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Breaking the cycle of opioid prescription in rural Queensland

23 November 2021

The prescription of opioids is a contentious issue for many general practitioners when in consultation with their patients. Current clinical practice of opioid prescription, particularly in rural areas, is at odds with clinical evidence. Overdoses from prescribed opioids are at record levels in Australia and pharmaceutical opioid deaths now significantly exceed heroin deaths.

JCU Academic GP Registrar, Dr Takeh Ichikawa, teaches clinical skills to JCU medicine students and is currently on rotation at a GP practice in the Far North Queensland community of Innisfail. He’s undertaking research to better understand opioid prescription from a GP registrar’s perspective to inform teaching for future registrars.

“Opioid prescription, especially for chronic non-cancer pain, is such a big issue in Australia, and right across the world,” Dr Ichikawa says. “The evidence suggests we should hardly ever use opioids for chronic non-cancer pain, and as GP registrars, we’re taught that you shouldn't be prescribing it. Then you go out and you see it so often in practice and it’s what the patient expects as well.

“It's a very tricky and uncomfortable situation to be in as a doctor. The patient says they’re in pain, and you want to help them. But you know that by helping them in the short run, you can actually be making the future worse for them.”

Seventy per cent of all fatal opioid overdoses in Australia involve prescription opioids. The Australian Government’s Department of Health has been monitoring opioid prescriptions by GPs. Statistical analysis conducted in 2018-2019 revealed the prescribing rate of opioids in regional, rural and remote areas was over 51 per cent higher than in metropolitan areas. 

With a background in exercise science, Dr Ichikawa has a long-held interest in pain medicine. Motivated by what he was seeing in clinical practice, he decided to delve deeper and analyse the experiences of other JCU GP registrars in prescription practices. He commenced the JCU project funded by the Royal Australian College of General Practitioners (RACGP), earlier this year.

“Focusing the research on GPs makes sense to me as we are responsible for over half of all opioid prescriptions in Australia. So we’re the one’s doing the damage, you might say. My question is then, how can we be the ones to break the cycle?”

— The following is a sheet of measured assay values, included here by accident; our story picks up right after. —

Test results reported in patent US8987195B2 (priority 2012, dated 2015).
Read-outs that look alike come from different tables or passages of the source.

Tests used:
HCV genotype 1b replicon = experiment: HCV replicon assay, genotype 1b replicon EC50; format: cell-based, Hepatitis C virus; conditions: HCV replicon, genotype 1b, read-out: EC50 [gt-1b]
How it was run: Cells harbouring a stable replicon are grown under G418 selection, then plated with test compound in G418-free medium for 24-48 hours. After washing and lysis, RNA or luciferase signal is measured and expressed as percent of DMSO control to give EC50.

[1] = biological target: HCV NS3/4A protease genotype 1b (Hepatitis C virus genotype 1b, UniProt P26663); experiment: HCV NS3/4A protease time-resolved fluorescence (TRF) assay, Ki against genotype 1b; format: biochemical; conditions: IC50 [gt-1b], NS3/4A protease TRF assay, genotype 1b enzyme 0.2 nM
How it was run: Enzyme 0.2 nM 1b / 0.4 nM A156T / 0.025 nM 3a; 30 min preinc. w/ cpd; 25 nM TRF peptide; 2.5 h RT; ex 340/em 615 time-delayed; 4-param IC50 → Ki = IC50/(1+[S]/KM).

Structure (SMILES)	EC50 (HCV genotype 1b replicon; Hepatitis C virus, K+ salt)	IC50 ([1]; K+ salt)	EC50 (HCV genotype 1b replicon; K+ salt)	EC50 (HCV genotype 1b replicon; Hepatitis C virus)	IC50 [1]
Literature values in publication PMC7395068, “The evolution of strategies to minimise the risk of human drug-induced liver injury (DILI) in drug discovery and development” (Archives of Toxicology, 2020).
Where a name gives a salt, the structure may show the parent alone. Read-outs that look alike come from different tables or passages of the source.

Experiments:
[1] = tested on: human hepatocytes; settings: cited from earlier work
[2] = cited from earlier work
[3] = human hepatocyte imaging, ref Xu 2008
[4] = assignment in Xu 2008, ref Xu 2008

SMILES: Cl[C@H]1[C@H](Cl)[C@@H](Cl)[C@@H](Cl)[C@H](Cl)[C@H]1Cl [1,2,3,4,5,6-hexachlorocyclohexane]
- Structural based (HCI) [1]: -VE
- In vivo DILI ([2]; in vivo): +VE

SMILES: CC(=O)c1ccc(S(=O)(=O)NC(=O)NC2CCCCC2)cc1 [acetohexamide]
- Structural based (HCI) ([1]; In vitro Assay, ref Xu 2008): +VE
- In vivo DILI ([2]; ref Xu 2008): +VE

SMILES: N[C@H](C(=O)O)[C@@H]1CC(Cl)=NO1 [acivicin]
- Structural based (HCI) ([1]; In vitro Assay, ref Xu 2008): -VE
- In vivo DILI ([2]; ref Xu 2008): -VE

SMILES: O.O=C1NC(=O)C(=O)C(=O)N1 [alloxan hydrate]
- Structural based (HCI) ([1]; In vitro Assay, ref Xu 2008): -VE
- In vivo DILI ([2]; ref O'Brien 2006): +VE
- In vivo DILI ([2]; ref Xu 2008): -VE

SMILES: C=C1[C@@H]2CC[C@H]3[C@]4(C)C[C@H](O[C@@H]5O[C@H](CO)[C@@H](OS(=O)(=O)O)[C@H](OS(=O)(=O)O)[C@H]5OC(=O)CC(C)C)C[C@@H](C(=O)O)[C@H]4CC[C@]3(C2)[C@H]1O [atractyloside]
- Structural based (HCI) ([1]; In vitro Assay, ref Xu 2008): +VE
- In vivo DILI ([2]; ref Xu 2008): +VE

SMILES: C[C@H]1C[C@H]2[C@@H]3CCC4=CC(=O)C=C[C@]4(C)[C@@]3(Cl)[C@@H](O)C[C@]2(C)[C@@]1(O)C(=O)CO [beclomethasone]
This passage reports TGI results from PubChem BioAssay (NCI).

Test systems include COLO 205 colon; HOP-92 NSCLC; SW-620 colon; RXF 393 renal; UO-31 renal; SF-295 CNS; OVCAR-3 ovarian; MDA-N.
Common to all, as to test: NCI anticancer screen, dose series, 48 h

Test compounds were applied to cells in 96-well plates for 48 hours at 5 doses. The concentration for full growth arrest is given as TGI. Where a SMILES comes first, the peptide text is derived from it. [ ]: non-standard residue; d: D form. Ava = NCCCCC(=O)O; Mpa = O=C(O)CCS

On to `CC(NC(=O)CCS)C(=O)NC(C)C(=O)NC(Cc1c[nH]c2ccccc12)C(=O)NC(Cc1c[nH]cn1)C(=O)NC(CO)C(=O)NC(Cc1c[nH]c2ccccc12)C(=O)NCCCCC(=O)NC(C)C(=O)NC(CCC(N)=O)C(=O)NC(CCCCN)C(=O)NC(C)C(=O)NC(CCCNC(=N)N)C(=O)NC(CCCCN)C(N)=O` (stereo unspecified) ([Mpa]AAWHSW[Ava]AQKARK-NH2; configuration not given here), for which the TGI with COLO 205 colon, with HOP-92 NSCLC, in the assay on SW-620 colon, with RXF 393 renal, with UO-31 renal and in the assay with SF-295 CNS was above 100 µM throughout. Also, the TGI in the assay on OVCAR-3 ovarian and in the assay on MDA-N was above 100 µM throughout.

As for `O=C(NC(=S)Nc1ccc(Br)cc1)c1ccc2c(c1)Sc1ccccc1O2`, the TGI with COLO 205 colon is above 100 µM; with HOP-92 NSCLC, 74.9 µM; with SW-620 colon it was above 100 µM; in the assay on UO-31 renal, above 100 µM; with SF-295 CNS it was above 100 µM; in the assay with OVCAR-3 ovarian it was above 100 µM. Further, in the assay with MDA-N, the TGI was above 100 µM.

“My research is looking at how JCU GP registrars feel about the opioid prescription, sharing the difficulties and success stories they’ve had.

While the project is still in its infancy, Dr Ichikawa aims to inform training long-term to provide concrete supports so that opioid prescriptions are limited to only those clinical situations where evidence shows opioids to be of proven value.

“From a clinical practice point of view, it's clear cut that we should be avoiding or reducing opioid prescription. So this project is more about how we can improve patient communication, supervisor support, the resources available to GPs and the types of practice protocol that should be in place.

“I want to do this research so that the next generation of GPs will be better trained on opioid prescription and equipped to deal with these situations.”

For Dr Ichikawa, the JCU research project is a further demonstration of his passion for regional and rural health. Following his final rotation in Innisfail, he will undertake a Fellowship in Advanced Rural General Practice (FARGP). He knows that practising as a GP in Far North Queensland is where he wants to be.

“When a patient comes back and says ‘what you did for me has made a big difference in my life’, that’s the most rewarding part of it for me. I think the doctor-patient relationship should be a focus for GPs in general, but I think you see a lot more of it in regional and rural areas.”

Director of JCU GP Training, Associate Professor Lawrie McArthur, weighed in on the issue of opioid prescriptions by GPs and Takeh’s research project.

“This is an important topic for all doctors, and JCU GP Training ensures each registrar is well informed and trained in their professional responsibility in areas such as opioid prescription. Takeh’s topic of academic research highlights the importance of research underpinning clinical practice,” Assoc Prof McArthur says.

Dr Ichikawa would like to talk to current JCU registrars about their prescription practice and experience. If you’re interested in getting involved, you can contact Dr Ichikawa directly at


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